HEBER CITY — Sen. Mitt Romney expects "total honesty" from President Donald Trump and his administration.
"It's not a crime to lie. It's just wrong. I think it's morally wrong. I reject people who lie. I reject lies," he said.
The Utah Republican's comments came in response to questions Wednesday about special counsel Robert Mueller's report on Russian interference in the 2016 election and whether Trump should be impeached at a town hall meeting at the Heber City Police Department.
Romney earlier said that some of Mueller's findings, particularly dishonesty in the administration, "sickened" him.
A crowd of about 70 people, including two men wearing red Make America Great Again hats, also asked Romney about climate change, socialism and China during the hourlong exchange.
The state's junior senator told the residents that he would be making his first speech on the Senate floor next week about matters "we care about," but particularly on foreign policy. Romney is a member of the Senate Foreign Relations Committee and chairman of the Subcommittee on Near East, South Asia, Central Asia and Counterterrorism.
Romney faced a string of questions at the town hall meeting about the Mueller investigation and Democrats' efforts to launch impeachment proceedings against Trump. He said it would be difficult to make a case for obstruction of justice against the president.
"There were things that were said in that report which suggested that people in the administration had said things that were untrue, and I've found that disheartening because I expect total honesty by the highest office in the land," he said.
"And if they make a mistake and say something that's untrue, I expect them to come out and say, 'I made a mistake,' and clarify it."
One man drew applause — and a couple of boos — when in his question to Romney he said that he supported impeachment.
Asked after the meeting how he would vote if the House were to impeach Trump, Romney said, "I'm not going there." Removing an impeached president from office takes a two-thirds vote in the Senate.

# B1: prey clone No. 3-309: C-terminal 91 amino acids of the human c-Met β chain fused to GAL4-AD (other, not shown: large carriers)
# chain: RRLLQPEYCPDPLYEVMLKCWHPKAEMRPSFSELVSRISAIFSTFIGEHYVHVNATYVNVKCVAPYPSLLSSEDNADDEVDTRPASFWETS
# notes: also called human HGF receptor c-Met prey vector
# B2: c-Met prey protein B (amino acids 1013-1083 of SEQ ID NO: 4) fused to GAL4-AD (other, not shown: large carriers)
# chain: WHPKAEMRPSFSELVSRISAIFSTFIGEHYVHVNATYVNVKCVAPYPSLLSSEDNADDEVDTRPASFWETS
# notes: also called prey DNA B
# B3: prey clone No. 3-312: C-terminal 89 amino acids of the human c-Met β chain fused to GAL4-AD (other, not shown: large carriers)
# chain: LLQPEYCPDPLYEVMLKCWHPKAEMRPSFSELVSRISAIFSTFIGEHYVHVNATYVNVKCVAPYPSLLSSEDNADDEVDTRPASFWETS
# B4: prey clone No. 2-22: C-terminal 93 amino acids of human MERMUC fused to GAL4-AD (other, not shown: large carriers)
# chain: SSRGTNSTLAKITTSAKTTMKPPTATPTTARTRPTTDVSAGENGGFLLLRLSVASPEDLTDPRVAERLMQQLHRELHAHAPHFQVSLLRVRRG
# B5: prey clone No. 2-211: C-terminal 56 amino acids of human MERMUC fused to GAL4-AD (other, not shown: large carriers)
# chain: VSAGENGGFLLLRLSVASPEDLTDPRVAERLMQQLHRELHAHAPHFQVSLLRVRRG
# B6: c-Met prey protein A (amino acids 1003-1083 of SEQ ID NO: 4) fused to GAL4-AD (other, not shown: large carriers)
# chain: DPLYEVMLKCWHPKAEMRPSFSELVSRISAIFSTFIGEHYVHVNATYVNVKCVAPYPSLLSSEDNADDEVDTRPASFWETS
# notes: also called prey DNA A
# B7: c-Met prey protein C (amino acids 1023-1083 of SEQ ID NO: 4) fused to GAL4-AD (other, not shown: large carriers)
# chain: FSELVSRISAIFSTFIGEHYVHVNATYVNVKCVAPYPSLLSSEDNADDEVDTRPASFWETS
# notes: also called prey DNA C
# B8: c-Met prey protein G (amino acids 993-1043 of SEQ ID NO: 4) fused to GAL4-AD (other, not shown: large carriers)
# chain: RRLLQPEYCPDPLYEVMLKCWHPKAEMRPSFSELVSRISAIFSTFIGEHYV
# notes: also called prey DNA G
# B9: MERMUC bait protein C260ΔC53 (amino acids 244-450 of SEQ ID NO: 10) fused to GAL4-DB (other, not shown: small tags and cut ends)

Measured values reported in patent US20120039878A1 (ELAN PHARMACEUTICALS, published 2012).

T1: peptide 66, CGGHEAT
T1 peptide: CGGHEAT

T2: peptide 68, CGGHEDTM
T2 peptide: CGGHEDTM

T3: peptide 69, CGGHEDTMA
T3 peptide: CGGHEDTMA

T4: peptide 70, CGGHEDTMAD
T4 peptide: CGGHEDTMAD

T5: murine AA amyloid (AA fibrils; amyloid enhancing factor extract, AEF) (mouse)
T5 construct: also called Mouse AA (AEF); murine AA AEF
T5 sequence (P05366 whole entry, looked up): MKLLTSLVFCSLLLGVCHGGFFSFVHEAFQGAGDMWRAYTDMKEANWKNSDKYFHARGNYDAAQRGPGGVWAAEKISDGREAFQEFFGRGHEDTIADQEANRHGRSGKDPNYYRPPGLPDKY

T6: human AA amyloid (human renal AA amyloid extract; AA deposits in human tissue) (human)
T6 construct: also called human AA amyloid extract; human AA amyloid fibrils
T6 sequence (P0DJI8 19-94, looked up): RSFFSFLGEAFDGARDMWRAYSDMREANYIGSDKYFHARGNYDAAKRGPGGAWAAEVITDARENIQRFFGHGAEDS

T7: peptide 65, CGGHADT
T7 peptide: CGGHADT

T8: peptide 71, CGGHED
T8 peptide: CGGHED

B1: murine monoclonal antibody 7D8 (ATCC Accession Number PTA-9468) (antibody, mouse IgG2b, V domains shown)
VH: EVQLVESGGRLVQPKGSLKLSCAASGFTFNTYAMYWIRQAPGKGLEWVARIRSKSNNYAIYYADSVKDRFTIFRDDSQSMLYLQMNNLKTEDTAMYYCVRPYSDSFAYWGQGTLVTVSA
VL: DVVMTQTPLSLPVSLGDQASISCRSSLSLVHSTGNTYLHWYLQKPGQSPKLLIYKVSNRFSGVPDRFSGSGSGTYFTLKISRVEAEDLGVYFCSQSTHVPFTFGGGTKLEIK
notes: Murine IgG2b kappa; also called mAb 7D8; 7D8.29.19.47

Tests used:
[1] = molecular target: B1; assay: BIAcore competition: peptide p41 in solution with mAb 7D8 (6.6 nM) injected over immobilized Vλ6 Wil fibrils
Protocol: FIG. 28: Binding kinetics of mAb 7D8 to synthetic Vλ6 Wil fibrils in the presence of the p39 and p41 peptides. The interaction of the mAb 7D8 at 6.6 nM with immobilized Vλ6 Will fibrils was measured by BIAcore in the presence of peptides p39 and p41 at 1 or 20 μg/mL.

Romney reiterated that he doesn't think House Speaker Nancy Pelosi, D-Calif., will start impeachment proceedings, and it would be the wrong approach if she did.
"If I become part of the jury, I'll listen to what they have to say, but my own view is based upon what I've seen that an impeachment is not a course that is going to end in a course she wanted," he said.
On the issue of climate change, Romney said: "No question, it's getting hotter."
Romney said he and Sen. Lindsey Graham, R-S.C., are working on legislation to provide incentives for private enterprise and universities to find ways to reduce global warming. He said he thinks the only real solution is a technological breakthrough of some kind.
He said he told Graham that he doesn't know if humans cause global warming, but "I hope so because if we're not causing it, there's no hope. It's just out of our control."
Romney said he has seen nothing so far that would reduce greenhouse gases as China, India, Brazil and Indonesia become more industrialized and use more energy.
In response to a question about socialism, he said it has failed around the world and is "antithetical to the way America has worked."
"Our system's working pretty darn well," Romney said. "I look with great askance when the Bernie Sanders of the world say we want the government to take something over."
A recent high school graduate asked Romney why Sanders, I-Vt., and Rep. Alexandria Ocasio-Cortez, D-N.Y., appeal to young people.66 comments on this story
"I think people who've been out in the real world and have looked around the world at what systems are working come to the conclusion that socialism, generally, is not a very effective economic model," the senator said.
China, he said, was in the doldrums for more than a century because of socialism and communism before adopting a form of free enterprise, and "holy cow, look at their economy. They're growing like crazy."
Because of China's population, it's economy will someday be larger than the U.S. economy, he said.
Romney continued to express concerns about China, saying it's going to be a long-term threat to the U.S. economically, militarily and geopolitically.